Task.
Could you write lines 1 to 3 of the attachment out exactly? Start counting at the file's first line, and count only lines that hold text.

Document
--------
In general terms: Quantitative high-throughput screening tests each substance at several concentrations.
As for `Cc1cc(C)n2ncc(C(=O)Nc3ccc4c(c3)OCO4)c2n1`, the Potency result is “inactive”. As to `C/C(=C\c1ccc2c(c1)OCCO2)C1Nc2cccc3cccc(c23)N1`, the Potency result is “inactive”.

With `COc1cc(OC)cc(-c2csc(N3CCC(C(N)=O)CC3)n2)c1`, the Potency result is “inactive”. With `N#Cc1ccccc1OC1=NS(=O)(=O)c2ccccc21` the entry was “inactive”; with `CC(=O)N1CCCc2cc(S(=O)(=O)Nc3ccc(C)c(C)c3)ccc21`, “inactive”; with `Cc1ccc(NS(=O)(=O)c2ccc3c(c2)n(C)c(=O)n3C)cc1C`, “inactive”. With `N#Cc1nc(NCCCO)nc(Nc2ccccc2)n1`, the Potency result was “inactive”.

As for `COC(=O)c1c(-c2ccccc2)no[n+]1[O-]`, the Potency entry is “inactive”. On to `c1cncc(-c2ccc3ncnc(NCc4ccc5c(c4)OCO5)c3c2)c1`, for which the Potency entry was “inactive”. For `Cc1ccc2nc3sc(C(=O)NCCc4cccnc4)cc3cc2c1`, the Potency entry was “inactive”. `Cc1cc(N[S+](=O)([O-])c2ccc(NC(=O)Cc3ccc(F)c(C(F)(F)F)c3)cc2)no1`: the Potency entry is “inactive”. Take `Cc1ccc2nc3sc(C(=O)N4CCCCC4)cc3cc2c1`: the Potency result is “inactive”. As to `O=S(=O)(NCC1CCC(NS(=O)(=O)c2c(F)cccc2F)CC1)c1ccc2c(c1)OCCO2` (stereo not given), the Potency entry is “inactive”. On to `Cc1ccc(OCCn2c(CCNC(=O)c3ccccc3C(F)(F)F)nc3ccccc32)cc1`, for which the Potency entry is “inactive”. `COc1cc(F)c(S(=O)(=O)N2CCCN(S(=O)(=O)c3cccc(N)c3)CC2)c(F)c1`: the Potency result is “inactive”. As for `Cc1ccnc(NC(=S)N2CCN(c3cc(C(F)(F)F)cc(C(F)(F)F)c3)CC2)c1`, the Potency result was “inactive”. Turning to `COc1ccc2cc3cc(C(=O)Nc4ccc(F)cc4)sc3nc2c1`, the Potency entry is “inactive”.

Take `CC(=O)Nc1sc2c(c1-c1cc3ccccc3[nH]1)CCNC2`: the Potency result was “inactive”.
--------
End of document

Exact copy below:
In general terms: Quantitative high-throughput screening tests each substance at several concentrations.
As for `Cc1cc(C)n2ncc(C(=O)Nc3ccc4c(c3)OCO4)c2n1`, the Potency result is “inactive”. As to `C/C(=C\c1ccc2c(c1)OCCO2)C1Nc2cccc3cccc(c23)N1`, the Potency result is “inactive”.

With `COc1cc(OC)cc(-c2csc(N3CCC(C(N)=O)CC3)n2)c1`, the Potency result is “inactive”. With `N#Cc1ccccc1OC1=NS(=O)(=O)c2ccccc21` the entry was “inactive”; with `CC(=O)N1CCCc2cc(S(=O)(=O)Nc3ccc(C)c(C)c3)ccc21`, “inactive”; with `Cc1ccc(NS(=O)(=O)c2ccc3c(c2)n(C)c(=O)n3C)cc1C`, “inactive”. With `N#Cc1nc(NCCCO)nc(Nc2ccccc2)n1`, the Potency result was “inactive”.